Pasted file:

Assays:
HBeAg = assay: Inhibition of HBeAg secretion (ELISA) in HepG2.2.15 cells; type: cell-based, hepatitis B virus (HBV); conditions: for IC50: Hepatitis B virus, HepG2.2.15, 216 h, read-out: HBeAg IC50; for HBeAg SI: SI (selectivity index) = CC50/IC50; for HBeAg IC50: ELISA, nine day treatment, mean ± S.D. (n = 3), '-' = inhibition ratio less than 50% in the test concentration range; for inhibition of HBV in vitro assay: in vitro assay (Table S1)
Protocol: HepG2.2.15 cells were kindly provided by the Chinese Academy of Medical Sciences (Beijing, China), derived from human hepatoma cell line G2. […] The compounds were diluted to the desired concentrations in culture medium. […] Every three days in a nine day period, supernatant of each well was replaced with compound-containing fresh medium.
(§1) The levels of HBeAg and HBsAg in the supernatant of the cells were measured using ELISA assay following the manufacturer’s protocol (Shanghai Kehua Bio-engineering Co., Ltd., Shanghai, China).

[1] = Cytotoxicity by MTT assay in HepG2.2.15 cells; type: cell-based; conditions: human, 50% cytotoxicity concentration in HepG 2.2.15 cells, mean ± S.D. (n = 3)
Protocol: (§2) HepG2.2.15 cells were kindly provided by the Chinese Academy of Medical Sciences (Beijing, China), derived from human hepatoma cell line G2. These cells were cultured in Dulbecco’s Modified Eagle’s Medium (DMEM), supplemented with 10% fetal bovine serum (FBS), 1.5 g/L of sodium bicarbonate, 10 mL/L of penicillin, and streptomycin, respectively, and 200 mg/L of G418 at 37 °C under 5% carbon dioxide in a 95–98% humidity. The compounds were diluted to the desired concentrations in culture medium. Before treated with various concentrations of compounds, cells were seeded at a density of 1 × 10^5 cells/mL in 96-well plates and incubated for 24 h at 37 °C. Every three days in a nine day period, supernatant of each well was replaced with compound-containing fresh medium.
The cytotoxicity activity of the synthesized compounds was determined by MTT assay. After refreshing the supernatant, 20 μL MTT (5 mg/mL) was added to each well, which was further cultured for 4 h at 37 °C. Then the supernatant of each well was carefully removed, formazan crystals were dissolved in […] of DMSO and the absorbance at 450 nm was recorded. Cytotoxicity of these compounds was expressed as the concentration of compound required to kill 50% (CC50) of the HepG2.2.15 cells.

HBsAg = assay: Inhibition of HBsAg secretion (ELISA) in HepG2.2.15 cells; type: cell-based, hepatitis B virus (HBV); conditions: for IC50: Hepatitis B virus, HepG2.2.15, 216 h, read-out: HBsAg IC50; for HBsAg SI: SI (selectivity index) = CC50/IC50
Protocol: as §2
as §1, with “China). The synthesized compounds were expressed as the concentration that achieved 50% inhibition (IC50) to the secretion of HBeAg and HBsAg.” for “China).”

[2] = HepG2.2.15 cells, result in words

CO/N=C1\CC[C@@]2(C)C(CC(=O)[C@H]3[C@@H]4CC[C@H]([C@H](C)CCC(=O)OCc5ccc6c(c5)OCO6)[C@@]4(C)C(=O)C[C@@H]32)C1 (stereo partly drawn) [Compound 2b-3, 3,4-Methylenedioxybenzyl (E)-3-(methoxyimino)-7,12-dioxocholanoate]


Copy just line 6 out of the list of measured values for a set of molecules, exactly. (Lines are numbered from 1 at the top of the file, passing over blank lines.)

Protocol: (§2) HepG2.2.15 cells were kindly provided by the Chinese Academy of Medical Sciences (Beijing, China), derived from human hepatoma cell line G2. These cells were cultured in Dulbecco’s Modified Eagle’s Medium (DMEM), supplemented with 10% fetal bovine serum (FBS), 1.5 g/L of sodium bicarbonate, 10 mL/L of penicillin, and streptomycin, respectively, and 200 mg/L of G418 at 37 °C under 5% carbon dioxide in a 95–98% humidity. The compounds were diluted to the desired concentrations in culture medium. Before treated with various concentrations of compounds, cells were seeded at a density of 1 × 10^5 cells/mL in 96-well plates and incubated for 24 h at 37 °C. Every three days in a nine day period, supernatant of each well was replaced with compound-containing fresh medium.